A huge amount of work goes into this meeting and supporting documents, both in my office and the force’s financial department. Staff and officer pay, investment in technology, estates and victim services all must be considered, alongside proposals for any new interventions and spending that the Chief Constable and I wish to implement.
As with many organisations, we are hugely impacted by high inflation at the moment, and must factor this into all calculations.
The proposals laid before our public and panel were for a £384m overall budget for the force, up from £372m in the current year. That will be made up of £218m from a central Government grant and £166m raised from council tax. The budget will see a below inflation increase of 6% in the policing element of council tax, equating to £15 a year for a band D property.
The role of the councillors who sit on this panel is to scrutinise the plans and challenge our approach. As any members of the public attending the meeting or watching online will have seen, they fulfilled this role, probing the strategic intent behind the figures and working out the implications for the communities they represent for almost two hours.
The panel has a right to veto the precept proposal, so I am really pleased that this year’s was approved unanimously.
Budgeting for an organisation like the police is not a dull job crunching numbers but inextricably linked to strategy and how policing connects with the public. In its headline reporting on this meeting, the Falmouth Packet newspaper described it as a ‘community budget’ and I think that is a fair and accurate summary.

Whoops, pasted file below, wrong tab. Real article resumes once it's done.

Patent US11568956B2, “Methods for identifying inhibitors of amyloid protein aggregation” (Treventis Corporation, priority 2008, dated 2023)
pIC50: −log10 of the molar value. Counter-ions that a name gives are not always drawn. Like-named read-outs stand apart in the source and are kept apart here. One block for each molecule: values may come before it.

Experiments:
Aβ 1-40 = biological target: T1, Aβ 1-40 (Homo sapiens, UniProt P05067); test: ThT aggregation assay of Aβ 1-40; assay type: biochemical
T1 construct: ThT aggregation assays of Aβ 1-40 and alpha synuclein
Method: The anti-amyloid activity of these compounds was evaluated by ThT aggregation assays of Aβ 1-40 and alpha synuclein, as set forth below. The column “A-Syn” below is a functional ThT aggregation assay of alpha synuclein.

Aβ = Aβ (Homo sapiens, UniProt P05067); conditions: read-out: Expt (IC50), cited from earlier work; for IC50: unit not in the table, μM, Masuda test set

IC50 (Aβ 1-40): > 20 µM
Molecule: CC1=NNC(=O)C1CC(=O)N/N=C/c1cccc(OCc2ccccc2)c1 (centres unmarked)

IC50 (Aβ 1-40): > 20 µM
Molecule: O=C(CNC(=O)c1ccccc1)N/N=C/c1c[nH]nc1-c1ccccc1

Our new Chief Constable Will Kerr, with his years of experience in Northern Ireland and Scotland, understands the vital role that neighbourhood teams have in understanding communities, preventing crime and establishing confidence in policing.
Policing this next year will be more challenging and difficult than in recent years with some difficult decisions to be made, but it will enable us to maintain record police officer numbers of 3,610 and continue my programme of reopening police stations to the public.
This year we have reopened six police stations, enhancing people’s ability to report crime, get prevention advice or help for victims in person. In 2023/24 we will be able to open a further six, meaning many thousands more people will be have a greater opportunity to contact the police in their own local area than they have been in years.
There is clearly public support to reopen front desks with 70% of those who took part in my recent policing priorities survey saying they supported more investment in this project.
Decisions will take into consideration location feasibility, distance from existing front desks, public demand and a view from operational police officers. It will mean more job opportunities as we seek community minded people to represent the force.
These new front desks and police officers will be especially useful in our busy summer period, which sees huge numbers of visitors flocking to Devon and Cornwall.
Householders across Devon, Cornwall and the Isles of Scilly will soon be receiving a leaflet from me explaining what we have done in the past year with their investment, as well as plans for investment in their communities.
I hope it will reassure them that we have listened to their concerns and are spending their money wisely.
If you missed last week’s Police and Crime Panel meeting and would like to watch it then you can do so via the Plymouth City Council website here: (8) Devon and Cornwall Police and Crime Panel 27/01/23 - YouTube